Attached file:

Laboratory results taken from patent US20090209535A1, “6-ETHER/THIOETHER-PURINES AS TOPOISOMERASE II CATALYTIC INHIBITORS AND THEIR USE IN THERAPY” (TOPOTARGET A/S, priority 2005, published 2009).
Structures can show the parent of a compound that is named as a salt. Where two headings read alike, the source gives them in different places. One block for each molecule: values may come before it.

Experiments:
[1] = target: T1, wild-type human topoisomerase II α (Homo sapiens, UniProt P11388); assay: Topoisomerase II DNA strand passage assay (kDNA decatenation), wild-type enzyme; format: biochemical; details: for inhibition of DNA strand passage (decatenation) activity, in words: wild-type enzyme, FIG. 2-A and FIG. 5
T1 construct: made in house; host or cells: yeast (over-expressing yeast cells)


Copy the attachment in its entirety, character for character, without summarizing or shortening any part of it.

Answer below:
Laboratory results taken from patent US20090209535A1, “6-ETHER/THIOETHER-PURINES AS TOPOISOMERASE II CATALYTIC INHIBITORS AND THEIR USE IN THERAPY” (TOPOTARGET A/S, priority 2005, published 2009).
Structures can show the parent of a compound that is named as a salt. Where two headings read alike, the source gives them in different places. One block for each molecule: values may come before it.

Experiments:
[1] = target: T1, wild-type human topoisomerase II α (Homo sapiens, UniProt P11388); assay: Topoisomerase II DNA strand passage assay (kDNA decatenation), wild-type enzyme; format: biochemical; details: for inhibition of DNA strand passage (decatenation) activity, in words: wild-type enzyme, FIG. 2-A and FIG. 5
T1 construct: made in house; host or cells: yeast (over-expressing yeast cells)